I was recently asked about my endorsement of Measure AA, the Mid Peninsula Regional Open Space District’s June, 2014 ballot initiative. The measure, if approved, would raise about $300 million to fund high-priority projects, supplement current revenue to expand public access and create, improve and maintain preserves, trails and natural areas. It would also provide funds for future land acquisitions.
The question posed to me was:
Is your position on the open space known as “North Crestview Park” consistent with your position on Measure AA?
Do you support existing open space in San Carlos?
The short answer to both questions is “yes”. But the longer answer is more interesting. If you’d like to learn more, read on.
As an elected official I try to understand as much as I can about issues that come before me. So I used to find myself boring people when they’d ask me to explain my views. Because most public policy situations are heavily connected to other public issues, requiring any thoughtful perspective to balance many competing factors. I’ve learned to try and keep things short, and only provide deeper context if someone really wants it.
A similar situation arises when a political candidate or campaign asks me for an endorsement. In reality none of us ever agrees completely with every perspective, philosophy or value of another person or organization. That’s not what “I endorse this person or goal” means; instead, it’s a statement that, on balance, the person or goal strikes me as worthy of consideration by others.
But that “on balance” element is critical. It’s another way of saying “this endorsement depends on a bunch of factors that I don’t have room to disclose here”.
Currently, our community is considering a land swap where the City would trade an undeveloped park — open space — on Crestview Drive for a developed park owned by the San Carlos School District. The exchange would let the District build a new school on Crestview instead of on an existing school site. That would better balance traffic flow and avoid overcrowding our school campuses. The broader community would get a better option for expanding desperately needed athletic field space. I’m in favor of the swap (you can read more about my reasons here, and learn more at a website that I contribute to and help manage). But the swap would trade undeveloped land — open space — for a developed park. So how can I support the swap while also endorsing Measure AA?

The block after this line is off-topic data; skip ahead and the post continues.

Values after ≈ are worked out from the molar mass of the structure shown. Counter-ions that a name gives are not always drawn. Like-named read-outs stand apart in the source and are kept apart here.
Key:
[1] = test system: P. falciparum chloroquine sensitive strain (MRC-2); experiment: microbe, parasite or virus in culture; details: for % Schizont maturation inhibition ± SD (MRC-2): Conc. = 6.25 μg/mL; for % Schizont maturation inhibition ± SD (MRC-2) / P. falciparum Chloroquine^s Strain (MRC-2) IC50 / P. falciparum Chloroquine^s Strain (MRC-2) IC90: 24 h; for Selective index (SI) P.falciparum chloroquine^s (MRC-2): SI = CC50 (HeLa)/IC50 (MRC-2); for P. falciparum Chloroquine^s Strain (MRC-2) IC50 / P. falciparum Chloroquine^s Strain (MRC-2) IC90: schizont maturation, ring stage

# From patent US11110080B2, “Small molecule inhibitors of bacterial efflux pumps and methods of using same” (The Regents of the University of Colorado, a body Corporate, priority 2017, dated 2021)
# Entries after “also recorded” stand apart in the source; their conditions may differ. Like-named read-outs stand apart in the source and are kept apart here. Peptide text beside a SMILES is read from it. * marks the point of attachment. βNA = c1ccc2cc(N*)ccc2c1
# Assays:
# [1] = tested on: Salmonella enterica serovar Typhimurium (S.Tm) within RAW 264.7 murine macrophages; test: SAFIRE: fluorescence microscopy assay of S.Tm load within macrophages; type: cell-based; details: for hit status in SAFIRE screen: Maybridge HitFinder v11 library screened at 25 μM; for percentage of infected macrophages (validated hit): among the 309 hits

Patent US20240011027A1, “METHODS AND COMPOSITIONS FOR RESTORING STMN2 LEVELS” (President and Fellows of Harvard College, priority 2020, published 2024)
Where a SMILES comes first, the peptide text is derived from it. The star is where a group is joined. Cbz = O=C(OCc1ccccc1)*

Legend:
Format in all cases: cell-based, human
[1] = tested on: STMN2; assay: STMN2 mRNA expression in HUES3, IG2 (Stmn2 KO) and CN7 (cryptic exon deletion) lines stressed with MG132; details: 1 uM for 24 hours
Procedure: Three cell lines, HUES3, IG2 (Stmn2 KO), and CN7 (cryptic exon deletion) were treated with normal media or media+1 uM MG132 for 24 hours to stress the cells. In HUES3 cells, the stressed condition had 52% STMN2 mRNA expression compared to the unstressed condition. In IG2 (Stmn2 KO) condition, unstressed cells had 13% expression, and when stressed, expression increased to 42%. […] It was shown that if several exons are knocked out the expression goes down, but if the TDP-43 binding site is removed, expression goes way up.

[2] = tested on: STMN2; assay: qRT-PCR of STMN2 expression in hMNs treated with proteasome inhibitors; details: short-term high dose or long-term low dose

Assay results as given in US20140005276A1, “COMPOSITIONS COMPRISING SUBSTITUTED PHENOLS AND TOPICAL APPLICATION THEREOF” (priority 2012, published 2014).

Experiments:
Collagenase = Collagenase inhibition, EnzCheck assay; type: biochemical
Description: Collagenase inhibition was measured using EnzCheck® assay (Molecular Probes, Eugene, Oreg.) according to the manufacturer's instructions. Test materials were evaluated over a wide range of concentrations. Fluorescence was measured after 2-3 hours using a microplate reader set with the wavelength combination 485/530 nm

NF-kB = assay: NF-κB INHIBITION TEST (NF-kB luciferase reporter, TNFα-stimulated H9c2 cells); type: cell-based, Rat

Because not all open space is created equal. Consider:
- The Crestview property is small, and unconnected to any other open space (although it does border undeveloped land owned by the San Francisco Water Company). It’s kind of an island. MPROSD’s lands are gigantic in comparison, and heavily interconnected. Scale/size counts when considering how “open space” a property is.
- The Crestview property’s “open spaceness” — the views and experience it provides the public — is pretty limited compared to what you’ll find on MPROSD land. If you don’t live next door you’d probably barely notice it’s there (I know I didn’t pay attention to it, and I used to drive Crestview quite frequently). The MPROSD’s properties provide sweeping, panoramic views and large-scale opportunities to experience the beauty of undeveloped land.
- The Crestview property is a neighborhood asset. It doesn’t serve the general public in the same way the MPROSD’s property does. Public decisions shouldn’t be decided solely on the “greatest good for the greatest number” principle. But it’s a very important factor.
There are other differences I see, but those are enough to make my point. The Crestview property isn’t the same kind of “open” as the land managed by the MPROSD. Supporting MPROSD’s efforts doesn’t conflict with supporting the trade of an undeveloped lot/park for developed park land when the swap will provide large and broad-based benefits to our community.
Because the details matter, particularly in public policy decisions.